4. Ohio, the Monogahela and Allegheny provide enough water supply to support the industry.
  5. Pittsburgh is also known for railway equipments and heavy machinery.

Cotton textile industry
The textile industry can be divided on the basis of raw material. Fibres are the raw material of the textile industry. Fibres are of two types, natural and man-made. Cotton, wool, silk, jute, flax are natural fibres whereas nylon, polyester, acrylic and rayon are man-made fibres.

  1. Cotton textile industry is one of the oldest industries in the world.
  2. Till 18th century, cotton was made by hand using hand looms.
  3. In 18th century, power looms revolutionized the cotton textile industry. Britain was the face of this revolution.
  4. Now, India, China, Japan and United States are leaders in cotton textile industry.
  5. India has a rich history of cotton textile. Before the British Raj, Indian cotton industry was famous for its high quality cotton.
  6. Dhaka Muslin, Masulipatnam Chintze, Calicut Calicos and  Gold-wrought cotton of Burhanpur, Surat and Vadodara were famous worldwide.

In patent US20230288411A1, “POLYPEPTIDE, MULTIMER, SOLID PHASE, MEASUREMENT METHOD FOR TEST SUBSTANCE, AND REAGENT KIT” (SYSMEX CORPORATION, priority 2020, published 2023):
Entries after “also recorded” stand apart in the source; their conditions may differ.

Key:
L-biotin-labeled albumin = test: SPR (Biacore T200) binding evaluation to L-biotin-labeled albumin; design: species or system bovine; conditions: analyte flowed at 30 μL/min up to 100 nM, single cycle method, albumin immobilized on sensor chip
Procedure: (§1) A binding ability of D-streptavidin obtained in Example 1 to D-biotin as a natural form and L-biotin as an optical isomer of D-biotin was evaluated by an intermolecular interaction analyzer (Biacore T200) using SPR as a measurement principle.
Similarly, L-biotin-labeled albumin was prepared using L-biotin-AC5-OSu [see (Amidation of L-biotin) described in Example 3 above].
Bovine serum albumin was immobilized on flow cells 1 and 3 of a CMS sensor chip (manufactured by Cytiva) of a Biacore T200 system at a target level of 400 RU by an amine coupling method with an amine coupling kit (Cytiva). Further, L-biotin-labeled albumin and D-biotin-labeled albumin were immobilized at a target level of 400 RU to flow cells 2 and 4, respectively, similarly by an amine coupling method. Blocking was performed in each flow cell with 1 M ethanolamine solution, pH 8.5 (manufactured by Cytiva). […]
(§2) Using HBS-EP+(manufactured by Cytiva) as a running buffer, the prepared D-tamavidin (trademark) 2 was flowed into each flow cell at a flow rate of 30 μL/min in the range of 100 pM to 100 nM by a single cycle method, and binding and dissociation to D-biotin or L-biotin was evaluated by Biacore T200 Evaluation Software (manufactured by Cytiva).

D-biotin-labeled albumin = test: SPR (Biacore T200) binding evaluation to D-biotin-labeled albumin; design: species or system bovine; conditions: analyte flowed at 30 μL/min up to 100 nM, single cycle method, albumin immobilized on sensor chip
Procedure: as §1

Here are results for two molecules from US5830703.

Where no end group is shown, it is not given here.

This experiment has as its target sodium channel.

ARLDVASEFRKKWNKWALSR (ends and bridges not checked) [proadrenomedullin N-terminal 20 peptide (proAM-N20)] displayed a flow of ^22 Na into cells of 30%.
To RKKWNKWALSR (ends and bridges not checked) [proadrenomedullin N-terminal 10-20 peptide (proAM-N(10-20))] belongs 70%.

7. However, the Indian hand-woven cotton industry fell after the rise of mechanized western cotton industry, which is known for its cheap and better quality of cotton.
  8. The first textile mill in India was established at Fort Gloster near Kolkata in 1818. However, it was shut down soon.
  9. The first successful mechanized textile mill at Mumbai was established in 1854.
  10. In 19th century, Maharashtra and Gujarat were the leading producer of cotton. However, it spread to Coimbatore, Kanpur, Chennai, Ahmedabad,  Mumbai, Kolkata, Ludhiana, Puducherry and Panipat with the rise of 20th century.

Ahemedabad Cotton Industry
  1. Ahmedabad is located on the bank of Sabarmati river in Gujarat.
  2. The first textile mill in Ahmedabad was established in 1859.